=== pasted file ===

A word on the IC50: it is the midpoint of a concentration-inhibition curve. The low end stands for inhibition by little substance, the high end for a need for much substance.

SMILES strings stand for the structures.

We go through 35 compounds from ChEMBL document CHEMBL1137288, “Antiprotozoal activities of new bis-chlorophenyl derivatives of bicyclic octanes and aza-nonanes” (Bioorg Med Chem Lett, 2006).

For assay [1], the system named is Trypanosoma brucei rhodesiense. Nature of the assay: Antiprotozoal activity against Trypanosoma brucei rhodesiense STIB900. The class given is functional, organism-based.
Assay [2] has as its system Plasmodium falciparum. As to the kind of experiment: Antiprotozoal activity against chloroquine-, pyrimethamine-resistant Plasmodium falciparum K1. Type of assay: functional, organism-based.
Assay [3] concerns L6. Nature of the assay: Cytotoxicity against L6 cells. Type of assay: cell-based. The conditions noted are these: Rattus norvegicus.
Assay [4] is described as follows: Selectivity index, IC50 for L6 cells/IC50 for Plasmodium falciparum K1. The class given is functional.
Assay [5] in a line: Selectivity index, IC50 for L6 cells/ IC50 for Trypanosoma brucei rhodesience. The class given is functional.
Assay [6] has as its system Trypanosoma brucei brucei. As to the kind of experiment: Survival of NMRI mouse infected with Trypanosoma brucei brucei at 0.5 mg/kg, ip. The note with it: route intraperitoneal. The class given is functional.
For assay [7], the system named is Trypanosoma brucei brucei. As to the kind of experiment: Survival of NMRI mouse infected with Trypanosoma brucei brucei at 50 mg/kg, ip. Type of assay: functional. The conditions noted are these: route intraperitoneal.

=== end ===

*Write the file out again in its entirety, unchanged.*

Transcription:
A word on the IC50: it is the midpoint of a concentration-inhibition curve. The low end stands for inhibition by little substance, the high end for a need for much substance.

SMILES strings stand for the structures.

We go through 35 compounds from ChEMBL document CHEMBL1137288, “Antiprotozoal activities of new bis-chlorophenyl derivatives of bicyclic octanes and aza-nonanes” (Bioorg Med Chem Lett, 2006).

For assay [1], the system named is Trypanosoma brucei rhodesiense. Nature of the assay: Antiprotozoal activity against Trypanosoma brucei rhodesiense STIB900. The class given is functional, organism-based.
Assay [2] has as its system Plasmodium falciparum. As to the kind of experiment: Antiprotozoal activity against chloroquine-, pyrimethamine-resistant Plasmodium falciparum K1. Type of assay: functional, organism-based.
Assay [3] concerns L6. Nature of the assay: Cytotoxicity against L6 cells. Type of assay: cell-based. The conditions noted are these: Rattus norvegicus.
Assay [4] is described as follows: Selectivity index, IC50 for L6 cells/IC50 for Plasmodium falciparum K1. The class given is functional.
Assay [5] in a line: Selectivity index, IC50 for L6 cells/ IC50 for Trypanosoma brucei rhodesience. The class given is functional.
Assay [6] has as its system Trypanosoma brucei brucei. As to the kind of experiment: Survival of NMRI mouse infected with Trypanosoma brucei brucei at 0.5 mg/kg, ip. The note with it: route intraperitoneal. The class given is functional.
For assay [7], the system named is Trypanosoma brucei brucei. As to the kind of experiment: Survival of NMRI mouse infected with Trypanosoma brucei brucei at 50 mg/kg, ip. Type of assay: functional. The conditions noted are these: route intraperitoneal.